One of the most common presentations in practice is the affect of neuropathy on a person’s quality of life.
Neuropathy equals nerve damage.
It is commonly seen in diabetes, causing numbness, weakness and pain, especially in the hands and feet.
Brilliant medical marketing is directing sufferers to discuss this with their primary physician, who has been efficiently briefed on a drug-based solution which has it’s own adverse event issues.
Recent research is linking metformin – the most commonly prescribed drug in diabetes – to a deficiency in vitamin B12 levels, which in turn contributes to peripheral neuropathy. This research was presented to the European Association for the Study of Diabetes 2015 Meeting.
What is puzzling is that guidelines from the European Association for the Study of Diabetes, and the American Diabetes Association, do mention vitamin B12 deficiency as a risk of metformin treatment for type-2 diabetes, but they don’t make recommendations for screening or supplementation.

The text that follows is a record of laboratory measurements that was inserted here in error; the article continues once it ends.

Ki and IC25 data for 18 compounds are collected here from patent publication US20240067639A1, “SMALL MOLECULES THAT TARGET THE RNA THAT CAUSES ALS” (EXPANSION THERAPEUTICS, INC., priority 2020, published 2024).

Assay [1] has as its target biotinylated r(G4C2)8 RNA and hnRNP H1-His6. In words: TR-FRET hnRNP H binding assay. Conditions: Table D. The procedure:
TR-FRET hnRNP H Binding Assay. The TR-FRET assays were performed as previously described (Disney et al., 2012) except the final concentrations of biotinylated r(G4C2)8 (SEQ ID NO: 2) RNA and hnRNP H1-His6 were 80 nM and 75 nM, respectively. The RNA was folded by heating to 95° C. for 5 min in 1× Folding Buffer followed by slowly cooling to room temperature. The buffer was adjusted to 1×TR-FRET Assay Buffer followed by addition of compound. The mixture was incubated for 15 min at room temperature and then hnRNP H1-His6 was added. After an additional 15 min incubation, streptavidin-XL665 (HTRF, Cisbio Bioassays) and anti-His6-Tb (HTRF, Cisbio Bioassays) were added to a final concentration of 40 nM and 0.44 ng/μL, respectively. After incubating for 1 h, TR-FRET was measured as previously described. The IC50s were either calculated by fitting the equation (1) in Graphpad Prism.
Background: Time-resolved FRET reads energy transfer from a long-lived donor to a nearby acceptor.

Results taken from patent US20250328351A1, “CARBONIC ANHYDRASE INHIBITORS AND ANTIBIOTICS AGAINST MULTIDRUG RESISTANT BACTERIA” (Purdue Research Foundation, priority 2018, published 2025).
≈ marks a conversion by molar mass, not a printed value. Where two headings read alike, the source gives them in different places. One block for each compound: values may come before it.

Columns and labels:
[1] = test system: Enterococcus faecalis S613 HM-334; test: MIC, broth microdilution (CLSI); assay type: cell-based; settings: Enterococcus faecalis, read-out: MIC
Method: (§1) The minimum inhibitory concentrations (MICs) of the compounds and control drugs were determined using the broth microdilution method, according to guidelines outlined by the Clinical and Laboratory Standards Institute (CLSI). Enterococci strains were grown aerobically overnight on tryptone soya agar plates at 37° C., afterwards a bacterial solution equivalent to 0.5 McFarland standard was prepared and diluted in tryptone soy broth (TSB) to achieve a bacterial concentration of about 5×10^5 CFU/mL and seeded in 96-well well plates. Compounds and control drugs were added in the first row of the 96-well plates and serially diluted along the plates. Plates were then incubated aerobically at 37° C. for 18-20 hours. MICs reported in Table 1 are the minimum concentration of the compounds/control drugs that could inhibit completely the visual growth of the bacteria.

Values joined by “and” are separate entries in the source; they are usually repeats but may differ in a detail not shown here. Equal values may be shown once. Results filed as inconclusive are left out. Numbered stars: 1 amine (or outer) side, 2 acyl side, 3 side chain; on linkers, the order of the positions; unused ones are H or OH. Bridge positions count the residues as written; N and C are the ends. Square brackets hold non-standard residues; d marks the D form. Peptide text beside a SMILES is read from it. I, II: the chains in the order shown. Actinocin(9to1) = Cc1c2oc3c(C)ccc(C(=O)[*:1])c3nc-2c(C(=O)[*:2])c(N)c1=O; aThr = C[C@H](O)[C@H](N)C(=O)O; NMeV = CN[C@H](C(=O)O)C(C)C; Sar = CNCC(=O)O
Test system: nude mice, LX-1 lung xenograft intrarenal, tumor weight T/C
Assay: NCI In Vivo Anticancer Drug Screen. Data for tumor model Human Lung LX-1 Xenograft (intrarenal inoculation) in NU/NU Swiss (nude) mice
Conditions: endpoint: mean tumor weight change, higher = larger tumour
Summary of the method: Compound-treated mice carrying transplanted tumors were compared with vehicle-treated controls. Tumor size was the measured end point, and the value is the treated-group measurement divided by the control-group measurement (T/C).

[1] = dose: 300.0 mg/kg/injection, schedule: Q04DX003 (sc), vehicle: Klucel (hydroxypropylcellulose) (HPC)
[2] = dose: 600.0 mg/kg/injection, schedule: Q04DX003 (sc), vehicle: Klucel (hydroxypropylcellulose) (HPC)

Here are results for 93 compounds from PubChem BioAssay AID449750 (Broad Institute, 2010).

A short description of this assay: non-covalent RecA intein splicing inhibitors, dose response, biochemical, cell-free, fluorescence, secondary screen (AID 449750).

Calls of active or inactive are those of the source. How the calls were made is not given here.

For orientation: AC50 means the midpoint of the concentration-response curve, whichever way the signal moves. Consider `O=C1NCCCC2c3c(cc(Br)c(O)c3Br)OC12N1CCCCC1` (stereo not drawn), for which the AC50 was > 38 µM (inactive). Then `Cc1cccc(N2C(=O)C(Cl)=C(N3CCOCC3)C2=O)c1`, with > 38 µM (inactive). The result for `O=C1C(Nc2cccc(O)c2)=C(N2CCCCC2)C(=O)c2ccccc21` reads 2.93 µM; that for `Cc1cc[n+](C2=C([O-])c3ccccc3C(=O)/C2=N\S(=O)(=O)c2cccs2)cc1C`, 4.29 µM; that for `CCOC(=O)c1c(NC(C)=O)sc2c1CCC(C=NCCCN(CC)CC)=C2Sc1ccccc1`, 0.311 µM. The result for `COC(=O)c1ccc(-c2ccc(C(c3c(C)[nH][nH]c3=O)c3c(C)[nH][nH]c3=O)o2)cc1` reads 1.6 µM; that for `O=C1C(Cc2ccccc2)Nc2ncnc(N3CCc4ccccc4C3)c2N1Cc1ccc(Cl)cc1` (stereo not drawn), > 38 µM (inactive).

The consequences of vitamin B12 deficiency, like neuropathy or mental changes, might be profound, according to the lead researcher.
What this means is that the drug metformin might be contributing to peripheral neuropathy, separate from the effect of the diabetes itself.
So, where does this leave a person with diabetes?
What might we advise pour patients?
They can have their levels of vitamin B12 checked, but why wait? If they have peripheral neuropathy, and they have diabetes, use a supplement of vitamin B12. It is very poorly absorbed in tablet form, so the best results are in a sub-lingual tablet (which dissolves in the mouth and allows absorption through the oral cavity) or as a liquid oral spray, again being absorbed through the mouth.
The researchers are quite unequivocal. Supplement with B12 if you have diabetes. The physicians though, are hesitant to agree with this.
I wonder why?